So then, why are the Ten Commandments prohibited in public buildings? Why are public crucifixes and monuments torn down in the name of the establishment clause? Why, as opposed to the other 1st Amendment rights, opposition to the free exercise of Biblical morality?

It wasn’t always this way. Early in our republic, government understood its duty to society and respected the Judeo-Christian culture. In 1810 New York, John Ruggles publicly shouted that Jesus was a bastard and his mother Mary was a whore. He was arrested, tried, and found guilty of blasphemy.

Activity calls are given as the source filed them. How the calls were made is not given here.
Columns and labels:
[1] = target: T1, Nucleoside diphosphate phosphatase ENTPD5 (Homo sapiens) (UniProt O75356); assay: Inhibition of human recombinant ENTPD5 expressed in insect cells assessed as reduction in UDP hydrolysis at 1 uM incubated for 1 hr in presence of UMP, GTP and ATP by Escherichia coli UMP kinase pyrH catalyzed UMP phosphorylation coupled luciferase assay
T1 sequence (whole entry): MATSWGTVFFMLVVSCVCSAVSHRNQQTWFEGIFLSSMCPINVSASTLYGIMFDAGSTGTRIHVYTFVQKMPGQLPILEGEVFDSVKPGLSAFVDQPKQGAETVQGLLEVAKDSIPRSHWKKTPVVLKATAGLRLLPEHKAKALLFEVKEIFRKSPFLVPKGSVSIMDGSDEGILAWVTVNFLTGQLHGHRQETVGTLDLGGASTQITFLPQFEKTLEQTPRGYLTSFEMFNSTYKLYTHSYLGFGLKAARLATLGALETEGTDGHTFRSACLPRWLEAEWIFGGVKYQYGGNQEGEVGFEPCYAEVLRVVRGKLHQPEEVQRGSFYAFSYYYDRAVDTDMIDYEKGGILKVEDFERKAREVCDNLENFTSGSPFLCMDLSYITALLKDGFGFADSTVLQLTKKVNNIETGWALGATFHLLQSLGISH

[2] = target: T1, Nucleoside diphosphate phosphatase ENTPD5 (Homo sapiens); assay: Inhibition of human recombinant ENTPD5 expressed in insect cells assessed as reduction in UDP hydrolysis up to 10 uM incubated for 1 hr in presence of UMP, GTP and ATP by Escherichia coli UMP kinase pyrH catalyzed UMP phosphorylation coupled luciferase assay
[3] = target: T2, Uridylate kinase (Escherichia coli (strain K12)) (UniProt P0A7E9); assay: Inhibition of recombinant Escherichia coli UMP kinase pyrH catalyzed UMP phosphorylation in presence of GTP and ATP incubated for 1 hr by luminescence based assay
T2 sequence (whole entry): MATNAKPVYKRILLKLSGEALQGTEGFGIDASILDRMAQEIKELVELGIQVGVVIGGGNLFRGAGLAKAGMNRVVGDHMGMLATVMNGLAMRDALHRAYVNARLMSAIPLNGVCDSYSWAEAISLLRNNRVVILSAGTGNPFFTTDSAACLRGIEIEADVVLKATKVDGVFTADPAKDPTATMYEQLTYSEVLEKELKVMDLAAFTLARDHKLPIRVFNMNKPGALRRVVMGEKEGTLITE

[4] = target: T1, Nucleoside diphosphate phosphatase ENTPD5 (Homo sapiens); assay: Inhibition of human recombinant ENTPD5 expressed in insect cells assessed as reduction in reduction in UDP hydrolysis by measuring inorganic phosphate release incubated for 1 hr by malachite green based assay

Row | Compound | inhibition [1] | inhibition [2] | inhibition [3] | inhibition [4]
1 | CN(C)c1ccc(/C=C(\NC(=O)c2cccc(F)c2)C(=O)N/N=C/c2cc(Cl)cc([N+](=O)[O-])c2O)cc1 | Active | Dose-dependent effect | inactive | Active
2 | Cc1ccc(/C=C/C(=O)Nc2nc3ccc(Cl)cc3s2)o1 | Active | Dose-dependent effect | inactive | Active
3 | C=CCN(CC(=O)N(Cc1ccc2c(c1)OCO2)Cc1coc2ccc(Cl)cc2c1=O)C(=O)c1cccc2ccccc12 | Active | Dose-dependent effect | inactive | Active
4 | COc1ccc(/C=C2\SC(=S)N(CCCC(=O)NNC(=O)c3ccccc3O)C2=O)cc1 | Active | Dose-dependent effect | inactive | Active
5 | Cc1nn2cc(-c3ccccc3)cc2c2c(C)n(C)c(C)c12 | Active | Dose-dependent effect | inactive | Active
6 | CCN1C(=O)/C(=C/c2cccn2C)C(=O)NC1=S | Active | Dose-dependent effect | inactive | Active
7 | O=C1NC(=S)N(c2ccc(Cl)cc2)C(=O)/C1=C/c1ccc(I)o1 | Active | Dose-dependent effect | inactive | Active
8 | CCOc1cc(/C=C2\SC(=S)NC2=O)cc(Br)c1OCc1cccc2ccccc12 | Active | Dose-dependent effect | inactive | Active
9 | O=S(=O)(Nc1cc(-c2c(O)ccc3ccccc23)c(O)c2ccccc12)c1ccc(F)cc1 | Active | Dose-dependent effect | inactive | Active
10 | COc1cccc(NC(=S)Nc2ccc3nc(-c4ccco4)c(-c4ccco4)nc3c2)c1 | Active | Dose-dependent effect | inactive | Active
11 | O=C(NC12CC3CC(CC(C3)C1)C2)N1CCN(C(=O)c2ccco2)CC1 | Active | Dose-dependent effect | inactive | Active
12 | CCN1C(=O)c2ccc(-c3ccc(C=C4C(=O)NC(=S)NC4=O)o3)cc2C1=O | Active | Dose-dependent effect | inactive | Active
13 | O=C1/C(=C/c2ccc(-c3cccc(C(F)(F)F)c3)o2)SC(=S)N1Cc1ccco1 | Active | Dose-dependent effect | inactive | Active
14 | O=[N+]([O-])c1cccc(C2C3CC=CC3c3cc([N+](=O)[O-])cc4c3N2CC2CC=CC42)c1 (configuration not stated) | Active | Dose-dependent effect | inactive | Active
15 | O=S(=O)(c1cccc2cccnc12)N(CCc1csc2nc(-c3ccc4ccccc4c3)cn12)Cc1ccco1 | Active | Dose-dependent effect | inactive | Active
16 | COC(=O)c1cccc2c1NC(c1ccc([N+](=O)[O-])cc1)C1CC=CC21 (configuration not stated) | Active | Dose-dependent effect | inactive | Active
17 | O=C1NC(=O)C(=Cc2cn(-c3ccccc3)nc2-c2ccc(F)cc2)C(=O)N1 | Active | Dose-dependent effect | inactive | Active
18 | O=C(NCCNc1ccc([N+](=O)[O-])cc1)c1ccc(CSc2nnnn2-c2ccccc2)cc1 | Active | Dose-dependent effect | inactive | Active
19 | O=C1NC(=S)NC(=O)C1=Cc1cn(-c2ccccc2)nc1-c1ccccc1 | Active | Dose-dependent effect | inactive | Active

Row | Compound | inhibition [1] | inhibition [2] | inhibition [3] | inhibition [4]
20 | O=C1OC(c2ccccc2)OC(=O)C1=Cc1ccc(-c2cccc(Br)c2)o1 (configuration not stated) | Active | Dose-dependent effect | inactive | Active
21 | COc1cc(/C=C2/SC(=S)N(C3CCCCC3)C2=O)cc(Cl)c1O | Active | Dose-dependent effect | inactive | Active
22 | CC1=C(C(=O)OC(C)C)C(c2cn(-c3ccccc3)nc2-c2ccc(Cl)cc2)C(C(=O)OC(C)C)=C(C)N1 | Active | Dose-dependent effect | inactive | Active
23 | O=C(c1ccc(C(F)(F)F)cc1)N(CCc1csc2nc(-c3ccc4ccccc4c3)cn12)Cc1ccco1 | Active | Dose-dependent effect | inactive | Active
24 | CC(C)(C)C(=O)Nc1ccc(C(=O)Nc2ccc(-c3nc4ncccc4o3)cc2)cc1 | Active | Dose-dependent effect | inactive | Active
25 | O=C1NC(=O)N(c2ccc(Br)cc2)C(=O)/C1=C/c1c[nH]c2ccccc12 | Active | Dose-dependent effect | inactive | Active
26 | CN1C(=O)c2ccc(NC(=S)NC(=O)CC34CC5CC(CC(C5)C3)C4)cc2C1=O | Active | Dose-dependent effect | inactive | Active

On appeal, the NY Supreme Court found “that while the Constitution discarded religious establishments, it did not forbid cognizance of those offences against religion and morality because they strike at the root of moral obligation, and weaken the security of the social ties. We stand equally in need of moral discipline, and of those principles of virtue, which help to bind society together. The people of this state, in common with the people of this country, profess the general doctrines of Christianity as the rule of their faith and practice. To scandalize the author of these doctrines is not only, in a religious point of view, extremely impious, but, even in respect to the obligations due to society, is a gross violation of decency and good order. It was not because Christianity was established by law, but because Christianity was in fact the religion of this country, the rule of our faith and practice, and the basis of the public morals. Such blasphemy was an outrage upon public decorum, and if sanctioned by our tribunals would shock the moral sense of the country, and degrade our character as a Christian people.”